Numerous people – most of them strangers – made a life-saving difference for Wendy on 9/11. Here, in her own words, is her story of fear and disbelief and sadness, but also strength and courage and hope for a better tomorrow.

What did you do when the attacks began?

It’s 2001. Terrorism never entered my mind. I thought something hit the building – a small plane, maybe. Or an earthquake.

Did you evacuate immediately?

Yes. We all proceeded to the stairway.

Well, not everybody. I found out later that my good friend, Abe Zelmanowitz, stayed behind to wait for a colleague who was a quadriplegic. That’s the type of person Abe was; he was one of the best people I ever knew.

It was a slow process. As you would imagine, every time we’d go down a flight, a door would open and more people would enter. The stairs were so narrow that when the firemen came up, with all their equipment, we had to shimmy our bodies sideways to allow them to pass.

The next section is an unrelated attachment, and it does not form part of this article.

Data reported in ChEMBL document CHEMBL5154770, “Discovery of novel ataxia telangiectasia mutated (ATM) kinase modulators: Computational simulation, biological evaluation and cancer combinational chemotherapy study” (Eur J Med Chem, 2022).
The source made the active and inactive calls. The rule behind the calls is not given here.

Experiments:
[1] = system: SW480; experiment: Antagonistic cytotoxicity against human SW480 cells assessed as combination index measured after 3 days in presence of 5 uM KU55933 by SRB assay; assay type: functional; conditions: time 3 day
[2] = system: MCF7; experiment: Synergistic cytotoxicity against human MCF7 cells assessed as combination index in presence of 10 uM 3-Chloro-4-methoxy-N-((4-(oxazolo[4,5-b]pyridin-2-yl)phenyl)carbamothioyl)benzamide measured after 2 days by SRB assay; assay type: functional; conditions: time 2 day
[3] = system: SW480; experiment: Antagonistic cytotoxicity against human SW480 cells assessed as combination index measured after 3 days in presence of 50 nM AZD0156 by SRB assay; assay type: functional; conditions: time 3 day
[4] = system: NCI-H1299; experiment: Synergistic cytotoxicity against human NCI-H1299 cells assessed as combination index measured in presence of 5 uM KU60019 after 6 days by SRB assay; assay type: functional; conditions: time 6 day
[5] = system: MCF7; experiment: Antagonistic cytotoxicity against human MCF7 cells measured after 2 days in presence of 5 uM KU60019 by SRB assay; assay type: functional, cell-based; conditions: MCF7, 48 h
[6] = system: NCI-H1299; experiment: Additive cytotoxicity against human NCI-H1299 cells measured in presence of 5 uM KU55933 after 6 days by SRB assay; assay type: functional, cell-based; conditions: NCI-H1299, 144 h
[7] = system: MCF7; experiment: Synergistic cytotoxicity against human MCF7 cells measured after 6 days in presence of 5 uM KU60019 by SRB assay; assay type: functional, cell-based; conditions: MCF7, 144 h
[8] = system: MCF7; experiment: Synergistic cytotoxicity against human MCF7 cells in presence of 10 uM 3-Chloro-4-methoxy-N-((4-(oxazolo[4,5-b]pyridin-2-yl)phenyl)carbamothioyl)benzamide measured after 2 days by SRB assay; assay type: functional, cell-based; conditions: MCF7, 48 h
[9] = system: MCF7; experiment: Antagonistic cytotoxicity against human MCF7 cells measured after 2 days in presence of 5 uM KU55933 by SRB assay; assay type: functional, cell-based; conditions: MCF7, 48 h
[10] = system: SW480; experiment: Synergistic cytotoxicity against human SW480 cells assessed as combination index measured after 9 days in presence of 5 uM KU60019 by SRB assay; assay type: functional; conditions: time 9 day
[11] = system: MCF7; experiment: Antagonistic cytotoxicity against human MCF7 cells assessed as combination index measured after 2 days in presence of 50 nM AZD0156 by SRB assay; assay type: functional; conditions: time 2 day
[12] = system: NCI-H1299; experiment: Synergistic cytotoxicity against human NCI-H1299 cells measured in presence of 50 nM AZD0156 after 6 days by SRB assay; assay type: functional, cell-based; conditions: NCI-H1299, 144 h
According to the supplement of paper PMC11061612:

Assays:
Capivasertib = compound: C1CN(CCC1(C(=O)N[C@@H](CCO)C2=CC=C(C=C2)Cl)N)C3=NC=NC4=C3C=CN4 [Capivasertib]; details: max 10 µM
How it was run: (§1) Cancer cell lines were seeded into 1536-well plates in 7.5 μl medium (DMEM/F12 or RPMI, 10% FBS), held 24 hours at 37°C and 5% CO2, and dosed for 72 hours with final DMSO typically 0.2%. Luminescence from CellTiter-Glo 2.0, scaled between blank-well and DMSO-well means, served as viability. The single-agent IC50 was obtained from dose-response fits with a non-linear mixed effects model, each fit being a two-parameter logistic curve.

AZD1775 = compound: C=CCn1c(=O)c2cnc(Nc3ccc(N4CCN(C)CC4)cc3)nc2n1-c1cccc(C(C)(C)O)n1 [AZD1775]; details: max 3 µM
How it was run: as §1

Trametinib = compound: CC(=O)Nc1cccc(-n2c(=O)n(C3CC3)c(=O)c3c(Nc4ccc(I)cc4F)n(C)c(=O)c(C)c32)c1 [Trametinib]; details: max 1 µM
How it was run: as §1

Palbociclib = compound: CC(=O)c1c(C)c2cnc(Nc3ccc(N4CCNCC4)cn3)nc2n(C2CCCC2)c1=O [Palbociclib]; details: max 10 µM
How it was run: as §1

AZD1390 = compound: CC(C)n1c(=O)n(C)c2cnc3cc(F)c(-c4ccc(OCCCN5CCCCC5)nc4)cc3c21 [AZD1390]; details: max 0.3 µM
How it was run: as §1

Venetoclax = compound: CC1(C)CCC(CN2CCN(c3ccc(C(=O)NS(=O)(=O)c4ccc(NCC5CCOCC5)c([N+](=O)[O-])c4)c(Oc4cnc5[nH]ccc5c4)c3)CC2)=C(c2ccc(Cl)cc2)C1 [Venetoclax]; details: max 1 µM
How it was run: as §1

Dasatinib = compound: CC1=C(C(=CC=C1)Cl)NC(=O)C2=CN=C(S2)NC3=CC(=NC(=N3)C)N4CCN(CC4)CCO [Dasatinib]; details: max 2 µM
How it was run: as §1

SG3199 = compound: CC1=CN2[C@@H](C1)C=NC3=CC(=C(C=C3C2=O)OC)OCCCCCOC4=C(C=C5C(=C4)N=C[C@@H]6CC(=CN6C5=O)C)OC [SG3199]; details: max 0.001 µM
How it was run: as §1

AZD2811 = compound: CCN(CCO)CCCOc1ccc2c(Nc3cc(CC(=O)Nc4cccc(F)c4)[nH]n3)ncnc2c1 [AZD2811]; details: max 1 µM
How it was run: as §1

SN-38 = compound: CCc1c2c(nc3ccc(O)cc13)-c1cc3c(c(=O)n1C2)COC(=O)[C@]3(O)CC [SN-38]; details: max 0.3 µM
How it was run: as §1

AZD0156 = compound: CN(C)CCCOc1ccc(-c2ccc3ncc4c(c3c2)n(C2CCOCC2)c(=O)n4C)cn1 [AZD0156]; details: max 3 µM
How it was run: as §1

This is before smartphones; people either had beepers or old cellphones. We began hearing that it was a (small) Cessna airplane that hit the building. Obviously tragic, but it wasn’t a ‘run for your life the world is coming to an end’ feeling. That came later.

When did you realize something more serious was happening?

Maybe halfway down, I locked eyes with a first responder who was headed up. And I said to him, ‘What hit my building?’ I have no idea what made me ask that.

And he said, ‘A jet.’ For a second, we all just stopped. I’m a native New Yorker, and I knew jets didn’t fly near the World Trade Center. But I’m thinking it’s an accident; not terrorism. So, we kept going down, and water began seeping into the stairways from the sprinklers.

What happened when you made it to the bottom?

By then, I was barefoot. I’d taken off my heels, so I wouldn’t slip from the water. When the door opened into the lobby, it felt like Armageddon. Police and firefighters and EMS workers were everywhere; you could see panes of broken glass and marble that had been smashed to pieces.

First responders were coming up to us, grabbing us in groups, saying, ‘Go out this door, run across the street, cover your head, and don’t look up.’ They just kept saying, ‘Don’t look up.’

So, you looked up?